Wednesday, August 10, 2011

Amadeus and Economics - Are You Salieri or Mozart?

Last week, I had the opportunity to go see the play Amadeus at the Old Globe Theatre here in San Diego. Many of you are undoubtedly more familiar with the movie version from 1984 which starred F. Murray Abraham as composer Antonio Salieri and Tom Hulce as Wolfgang Amadeus Mozart. Nevertheless, it was originally a play, and its original Broadway cast featured Ian Mckellen (Gandalf!) as Salieri and Tim Curry as Mozart.*

For those of you who may be unfamiliar with the work, Amadeus (fictionally) dramatizes the relationship that composers Salieri and Mozart had. The work dwells quite a bit on Salieri’s jealousy towards Mozart, so much so that Salieri starts out the play by suggesting that he had a hand in the untimely death of Mozart. Much of the dramatic tension focuses on Salieri’s systematic dismantling of Mozart’s opportunities towards composing work and Mozart’s subsequent inability to take care of himself or his family. At the end of the play, Salieri, in comparing his own middling music with Mozart's genius, declares himself the “patron saint of mediocrity,” and this pronouncement seems to play out in the real world as Salieri is largely forgotten while Mozart is certainly within the first few classical composers nearly any person can name.

This leads me to my personal finance point. Salieri is shown in the play spending much time coming up with ways to destroy Mozart, but he is never shown composing music. Contrariwise, Mozart is frequently shown scribbling away in efforts to write his next piece of music which he hopes will provide him with economic stability.

My point is that every dollar that you or I spend is a dollar that cannot be spent somewhere else. This is the basis of much financial writing, such as the Latte Factor (if I buy a coffee drink every day, that’s three bucks that I can’t save for retirement or other life goals).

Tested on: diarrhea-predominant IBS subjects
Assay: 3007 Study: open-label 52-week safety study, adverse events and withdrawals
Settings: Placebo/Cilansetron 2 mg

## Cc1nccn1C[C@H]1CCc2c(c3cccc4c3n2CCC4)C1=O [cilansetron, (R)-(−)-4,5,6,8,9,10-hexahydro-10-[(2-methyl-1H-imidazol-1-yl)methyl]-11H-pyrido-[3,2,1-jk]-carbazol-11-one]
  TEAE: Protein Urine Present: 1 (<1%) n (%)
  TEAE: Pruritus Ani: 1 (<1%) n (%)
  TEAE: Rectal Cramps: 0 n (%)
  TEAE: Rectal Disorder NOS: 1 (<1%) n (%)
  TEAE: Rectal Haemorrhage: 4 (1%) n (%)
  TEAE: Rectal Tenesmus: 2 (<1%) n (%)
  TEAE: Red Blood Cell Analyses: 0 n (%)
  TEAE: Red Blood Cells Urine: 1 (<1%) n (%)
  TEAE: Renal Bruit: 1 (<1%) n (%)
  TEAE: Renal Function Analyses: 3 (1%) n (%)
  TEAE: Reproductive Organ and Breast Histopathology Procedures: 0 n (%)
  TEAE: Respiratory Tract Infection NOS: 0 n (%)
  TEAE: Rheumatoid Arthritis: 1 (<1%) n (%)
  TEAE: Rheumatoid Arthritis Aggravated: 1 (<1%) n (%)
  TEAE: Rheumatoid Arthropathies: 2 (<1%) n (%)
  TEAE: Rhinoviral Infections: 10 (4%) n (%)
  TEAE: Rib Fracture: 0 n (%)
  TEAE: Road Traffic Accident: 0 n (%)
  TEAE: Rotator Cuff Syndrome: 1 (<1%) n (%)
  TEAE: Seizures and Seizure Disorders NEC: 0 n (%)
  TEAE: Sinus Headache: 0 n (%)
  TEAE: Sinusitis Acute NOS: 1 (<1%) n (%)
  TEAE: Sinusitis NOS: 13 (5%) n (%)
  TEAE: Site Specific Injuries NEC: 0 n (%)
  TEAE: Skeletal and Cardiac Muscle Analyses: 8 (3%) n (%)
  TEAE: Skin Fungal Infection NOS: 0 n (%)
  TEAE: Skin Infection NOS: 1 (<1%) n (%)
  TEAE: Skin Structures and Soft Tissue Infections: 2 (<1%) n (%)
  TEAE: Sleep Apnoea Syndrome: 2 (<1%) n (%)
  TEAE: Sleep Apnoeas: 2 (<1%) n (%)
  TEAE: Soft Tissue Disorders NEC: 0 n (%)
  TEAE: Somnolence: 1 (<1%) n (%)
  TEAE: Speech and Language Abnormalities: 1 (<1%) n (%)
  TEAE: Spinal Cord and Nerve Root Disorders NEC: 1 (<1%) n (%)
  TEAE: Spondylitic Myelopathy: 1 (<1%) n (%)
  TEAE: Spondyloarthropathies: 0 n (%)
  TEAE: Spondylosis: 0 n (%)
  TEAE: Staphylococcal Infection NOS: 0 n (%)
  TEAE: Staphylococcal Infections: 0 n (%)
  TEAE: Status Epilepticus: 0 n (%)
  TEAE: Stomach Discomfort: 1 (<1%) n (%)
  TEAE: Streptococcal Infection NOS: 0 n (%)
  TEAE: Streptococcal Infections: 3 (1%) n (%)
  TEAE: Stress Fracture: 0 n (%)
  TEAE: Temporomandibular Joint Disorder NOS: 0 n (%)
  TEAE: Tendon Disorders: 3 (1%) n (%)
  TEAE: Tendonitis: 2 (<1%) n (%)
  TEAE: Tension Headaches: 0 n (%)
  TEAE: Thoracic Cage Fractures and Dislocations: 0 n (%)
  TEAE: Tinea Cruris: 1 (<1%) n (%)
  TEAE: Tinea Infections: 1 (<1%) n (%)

Similarly, each hour we receive on earth is a gift, and each hour we spend on one task is an hour that we cannot spend on something else. For example, I have stated that one of my goals is to write and submit a play to a playwrighting contest by the end of the year. However, if I spend my hours away from work watching television and not doing any writing, then I’m not achieving my goal because I am choosing to spend my time in a way other than one that is personally fulfilling.

Had Salieri spent more time writing music, and less time hating on poor old Mozart, perhaps he could have been better remembered by posterity.** Instead, if Salieri is remembered at all, it is generally as a fictionalized character in a play.

Each and every hour of our lives is precious, and once these hours are spent, they are gone forever. One key difference between the economics of time and money is that while money can be saved, hours cannot be.

So, how are you spending your time? Are you a Salieri who complains while others forge pathways to their dreams? Or are you a Mozart, who takes what you’ve been given, and uses it in a mighty way?

*What a cast! What a production it must have been! I wish I could have seen it.
**While one might argue that propensity towards a skill is more important than just spending a lot of time on that skill, I’d argue that even all the propensity in the world won’t pay off without putting a butt in a chair and starting to work.

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